Italians know that the best hazelnuts in the country come from Piedmont. Even more specifically, they come from the Langhe region, south of Turin: a beautiful and appetising place, seemingly created just for food- and wine-lovers. From gelato to gianduiotti chocolates to even, yes, Nutella, hazelnuts are well used in the local cuisine. But my favourite use for them is this humble hazelnut cake, which was once just an autumn and winter specialty: a way to use up excess nuts at the end of the season.
The classic torta di nocciole is dense with toasted hazelnuts, giving it a texture that is crumbly and even dry (a good excuse to pair some creamy Zabaione with it). Going slightly against tradition, I like to use raw hazelnuts that I pulverise in a food processor just before baking for a moister cake, rather than toasting the nuts or using pre-prepared hazelnut meal. Some like to include a spoonful or two of cocoa powder, but I prefer the nutty flavour of hazelnuts with just a splash of espresso added to the batter.
Recipe excerpted with permission from Tortellini at Midnight by Emiko Davies, published by Hardie Grant March 2019, RRP $35.00 Hardcover. —Emiko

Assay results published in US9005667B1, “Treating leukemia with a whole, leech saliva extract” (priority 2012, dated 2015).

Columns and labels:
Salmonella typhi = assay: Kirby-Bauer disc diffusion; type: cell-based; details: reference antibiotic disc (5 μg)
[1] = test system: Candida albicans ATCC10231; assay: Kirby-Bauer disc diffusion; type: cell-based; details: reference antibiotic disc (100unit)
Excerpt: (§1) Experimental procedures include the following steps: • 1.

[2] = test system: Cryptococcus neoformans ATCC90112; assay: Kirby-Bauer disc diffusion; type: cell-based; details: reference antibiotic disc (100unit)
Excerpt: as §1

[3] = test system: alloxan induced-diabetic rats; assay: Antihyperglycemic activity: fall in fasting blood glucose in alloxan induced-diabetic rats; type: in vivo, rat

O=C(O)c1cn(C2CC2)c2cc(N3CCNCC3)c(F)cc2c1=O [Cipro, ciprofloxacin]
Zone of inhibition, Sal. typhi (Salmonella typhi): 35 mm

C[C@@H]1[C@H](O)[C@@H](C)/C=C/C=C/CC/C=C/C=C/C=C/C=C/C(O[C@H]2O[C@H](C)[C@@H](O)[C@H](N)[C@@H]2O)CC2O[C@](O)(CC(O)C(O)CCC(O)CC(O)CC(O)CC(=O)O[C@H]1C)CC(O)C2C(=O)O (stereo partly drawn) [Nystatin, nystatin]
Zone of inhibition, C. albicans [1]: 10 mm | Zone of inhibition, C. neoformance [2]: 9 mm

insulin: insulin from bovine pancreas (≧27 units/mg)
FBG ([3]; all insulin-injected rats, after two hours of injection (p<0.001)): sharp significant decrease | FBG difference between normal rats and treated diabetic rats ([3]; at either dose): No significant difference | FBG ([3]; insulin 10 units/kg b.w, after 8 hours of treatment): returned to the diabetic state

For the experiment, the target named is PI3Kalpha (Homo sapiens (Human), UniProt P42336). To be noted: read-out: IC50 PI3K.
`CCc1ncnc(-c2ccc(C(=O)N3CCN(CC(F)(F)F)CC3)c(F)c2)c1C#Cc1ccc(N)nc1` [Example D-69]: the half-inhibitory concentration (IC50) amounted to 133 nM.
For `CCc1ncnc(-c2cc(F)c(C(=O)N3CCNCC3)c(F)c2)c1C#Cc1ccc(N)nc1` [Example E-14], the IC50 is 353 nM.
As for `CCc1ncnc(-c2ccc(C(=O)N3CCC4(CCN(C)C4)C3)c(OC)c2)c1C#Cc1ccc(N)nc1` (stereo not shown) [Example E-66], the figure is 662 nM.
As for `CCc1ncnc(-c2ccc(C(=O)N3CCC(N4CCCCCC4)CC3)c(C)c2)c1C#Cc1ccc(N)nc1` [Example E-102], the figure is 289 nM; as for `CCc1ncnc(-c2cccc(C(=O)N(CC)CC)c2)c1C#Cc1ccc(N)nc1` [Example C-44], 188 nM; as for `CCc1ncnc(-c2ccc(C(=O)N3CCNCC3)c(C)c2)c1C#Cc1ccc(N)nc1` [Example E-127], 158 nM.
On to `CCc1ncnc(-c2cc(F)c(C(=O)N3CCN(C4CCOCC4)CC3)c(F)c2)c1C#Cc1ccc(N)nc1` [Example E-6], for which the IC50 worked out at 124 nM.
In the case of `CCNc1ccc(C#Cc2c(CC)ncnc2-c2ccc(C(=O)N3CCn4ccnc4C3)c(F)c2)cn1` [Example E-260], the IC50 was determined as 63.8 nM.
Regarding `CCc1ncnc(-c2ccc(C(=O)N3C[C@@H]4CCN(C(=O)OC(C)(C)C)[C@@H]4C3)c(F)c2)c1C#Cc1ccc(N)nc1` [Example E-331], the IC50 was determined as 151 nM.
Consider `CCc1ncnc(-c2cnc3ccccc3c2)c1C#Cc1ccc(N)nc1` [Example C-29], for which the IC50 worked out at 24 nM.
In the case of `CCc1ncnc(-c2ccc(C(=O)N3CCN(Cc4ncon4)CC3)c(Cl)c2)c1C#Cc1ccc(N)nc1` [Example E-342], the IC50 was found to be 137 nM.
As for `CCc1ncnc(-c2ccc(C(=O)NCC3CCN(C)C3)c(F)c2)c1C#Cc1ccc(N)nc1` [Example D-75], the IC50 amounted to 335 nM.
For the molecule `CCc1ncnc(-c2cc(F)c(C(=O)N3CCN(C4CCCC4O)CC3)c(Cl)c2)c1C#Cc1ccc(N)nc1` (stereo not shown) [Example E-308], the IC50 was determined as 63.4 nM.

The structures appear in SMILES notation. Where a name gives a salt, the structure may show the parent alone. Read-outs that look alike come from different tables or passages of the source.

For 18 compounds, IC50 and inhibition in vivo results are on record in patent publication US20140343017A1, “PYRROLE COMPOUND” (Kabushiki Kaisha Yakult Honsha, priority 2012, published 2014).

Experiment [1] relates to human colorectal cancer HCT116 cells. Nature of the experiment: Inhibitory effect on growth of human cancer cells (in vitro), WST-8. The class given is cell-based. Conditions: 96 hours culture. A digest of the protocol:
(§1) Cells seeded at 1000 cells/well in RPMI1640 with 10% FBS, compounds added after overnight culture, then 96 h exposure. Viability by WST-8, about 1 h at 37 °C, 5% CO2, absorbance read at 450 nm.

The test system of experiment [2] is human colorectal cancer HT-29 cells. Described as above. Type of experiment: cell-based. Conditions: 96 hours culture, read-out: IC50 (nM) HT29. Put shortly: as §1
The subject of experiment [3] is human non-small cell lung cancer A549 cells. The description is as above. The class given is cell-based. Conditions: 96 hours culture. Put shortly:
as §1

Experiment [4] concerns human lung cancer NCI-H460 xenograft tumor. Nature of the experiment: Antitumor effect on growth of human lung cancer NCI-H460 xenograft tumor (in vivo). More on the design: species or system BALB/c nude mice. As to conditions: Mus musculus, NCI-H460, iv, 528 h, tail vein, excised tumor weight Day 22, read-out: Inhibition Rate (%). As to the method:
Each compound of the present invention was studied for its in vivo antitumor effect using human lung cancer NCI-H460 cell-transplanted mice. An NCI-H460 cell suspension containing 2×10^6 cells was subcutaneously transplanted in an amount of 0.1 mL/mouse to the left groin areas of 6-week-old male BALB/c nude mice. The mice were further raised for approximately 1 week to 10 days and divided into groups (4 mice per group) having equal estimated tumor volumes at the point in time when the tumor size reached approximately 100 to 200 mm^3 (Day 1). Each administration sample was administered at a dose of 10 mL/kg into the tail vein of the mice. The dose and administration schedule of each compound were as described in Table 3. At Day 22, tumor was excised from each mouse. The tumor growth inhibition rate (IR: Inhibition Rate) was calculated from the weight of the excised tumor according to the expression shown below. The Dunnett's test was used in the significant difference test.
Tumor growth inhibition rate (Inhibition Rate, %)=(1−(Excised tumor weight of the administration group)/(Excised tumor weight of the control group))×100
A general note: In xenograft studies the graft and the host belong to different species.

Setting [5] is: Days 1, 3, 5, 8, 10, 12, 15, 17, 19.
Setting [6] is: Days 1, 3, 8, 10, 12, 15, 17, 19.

(9 oz) raw, shelled hazelnuts
(3 ½ oz/ 2/3 cup) plain (all-purpose) flour
1 1/2 teaspoons
(4 ½ oz/ ½ cup) unsalted butter, softened, plus extra for greasing
Preheat the oven to 180ºC (350ºF) and grease and line a round spring-form cake tin (approximately 23 cm/9 in in diameter).
Pulverise the hazelnuts in a food processor until fine or like the texture of sand. Place in a large bowl with the flour and baking powder.
Beat the butter and sugar together in another mixing bowl until creamy and pale.
Separate the eggs into two large mixing bowls and whip the whites to stiff peaks. Add the yolks to the butter and sugar and mix. Next, add the dry ingredients, then the cooled espresso and milk, and stir with a spatula or wooden spoon until just combined. Finally, fold in the egg whites.
Gently pour the batter into the prepared tin and bake for 30–35 minutes, or until the top is springy and deep golden brown – a toothpick inserted into the middle of the cake should come out clean. Remove from the oven and leave to cool completely before removing from the tin. This cake keeps well for up to 3 days – store any leftovers in an airtight container or covered in plastic wrap in a cool place.
The Australian-Japanese cookbook author has lived in Florence (where a visit to a cheese farm once inspired her to start a food blog) for over 10 years with her Tuscan sommelier husband and two kids. Her third cookbook, Tortellini at Midnight, is out now.